Visual Identity, Character Customization Tools, and the End-Game Dress-Up

“Unique” is a powerful word in online games. Developers continually try and fail to catch this golden goose, bound by technological limitations, project deadlines, and financial restraints. Despite this, every online world harbors its share of players trying to squeeze endless fashion possibilities from their limited tools. Every single one of these games, from virtual chat rooms to multi-million dollar MMORPGs, relies on character customization to keep players invested in the experience. Developers have realized that players like to look good, and that catering to the fashionable majority is the best way to stay relevant in a growing market.

In the majority of MMORPGs, the first opportunity for players to customize their character appears at the character creation screen. Advancing technology and an ever-increasing demand for powerful customization tools has resulted in more and more ways for players to create their own unique look for their avatar. Older MMOs (circa 2005-2010) offered impressive customization options for the time, but technological limitations meant that many players would share identical combinations of faces, hair, and body types. However, many of the most recently-released MMOs allow players to customize their appearance in staggering detail, from facial bone structure to the style of makeup their avatar wears. In the near future, it might be possible for no two characters to look alike.

The recently-released MMORPG Black Desert Online boasts some of the most technically impressive character creation tools available today.


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Character creation tools vary from game to game, but in every case the player is eventually forced to finalize their look and step into the game world proper. How players visually express themselves after this point varies slightly between which sub-genre the game in question happens to fall into—the “sandbox” or the “themepark.” By order of popularity, we will start with the second option.

Linear, directed MMO experiences like World of Warcraft, Lord of the Rings Online, and WildStar all focus on gameplay pitting the player vs. the environment (PvE) in encounters where statistical advantage rules the day. End-game content revolves around completing combat encounters to achieve better gear to complete harder encounters, ad infinitum. In the genre’s earlier years, this introduced a dilemma in which players would only aim for a select handful of the best statistical gear in the game, resulting in homogenized appearances at the endgame. The audience’s craving for customization led to a few popular solutions quickly rising to the top and spreading in popularity across the top games of the genre.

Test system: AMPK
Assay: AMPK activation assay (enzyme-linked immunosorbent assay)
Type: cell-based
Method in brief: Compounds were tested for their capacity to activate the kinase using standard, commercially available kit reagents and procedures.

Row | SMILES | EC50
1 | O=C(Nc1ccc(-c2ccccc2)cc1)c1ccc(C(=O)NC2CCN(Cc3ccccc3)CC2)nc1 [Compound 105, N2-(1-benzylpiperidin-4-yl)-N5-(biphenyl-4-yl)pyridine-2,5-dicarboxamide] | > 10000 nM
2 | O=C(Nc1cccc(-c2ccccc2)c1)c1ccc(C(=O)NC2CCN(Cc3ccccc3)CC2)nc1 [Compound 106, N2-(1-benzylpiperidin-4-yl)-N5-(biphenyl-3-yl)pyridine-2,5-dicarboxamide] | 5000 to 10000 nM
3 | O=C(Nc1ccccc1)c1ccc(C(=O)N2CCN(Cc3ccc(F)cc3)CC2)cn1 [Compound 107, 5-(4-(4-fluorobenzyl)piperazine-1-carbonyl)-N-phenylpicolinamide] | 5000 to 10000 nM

World of Warcraft’s The Burning Crusade expansion became infamous for providing players with aesthetically mismatched gear, dubbed the “clown suit” by players.


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Modern-day MMOs eventually distilled these solutions into convenient gameplay systems such as a cosmetic “wardrobe” or “transmogrification,” in which players can choose to apply the look of certain armor pieces without affecting their combat effectiveness. Many games also include the ability to dye armor and weapons in a variety of colors. Older MMORPGs without these systems have introduced these features to keep up with their more modern competition.

Pictured: World of Warcraft’s transmogrification system (left) and Guild Wars 2’s dye system (right)
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What few sandbox MMORPGs that remain on the market have implemented similar customization systems, though they are less essential due to the open-ended nature of a sandbox game. Without a linear progression path to follow and no one set of statistically “best” gear, players are free to experiment with their looks. However, the ability to have a specific look without compromising your effectiveness is enough of a draw in itself to make it a necessity for many players.

Sandbox MMORPGs also tend to attract an audience that enjoys role-playing as their character in an open environment, so players that seek this style of gameplay benefit immensely from this visual freedom. Suppose a player wants his to play as a roaming highway bandit, and look the part while he pillages unsuspecting players. However, the gear that makes him effective in combat does not look at all like what a highwayman would wear. The aforementioned wardrobe system sidesteps this issue gracefully, and is a useful tool for anyone else aiming to be effective in other parts of the game without sacrificing their dashing good looks.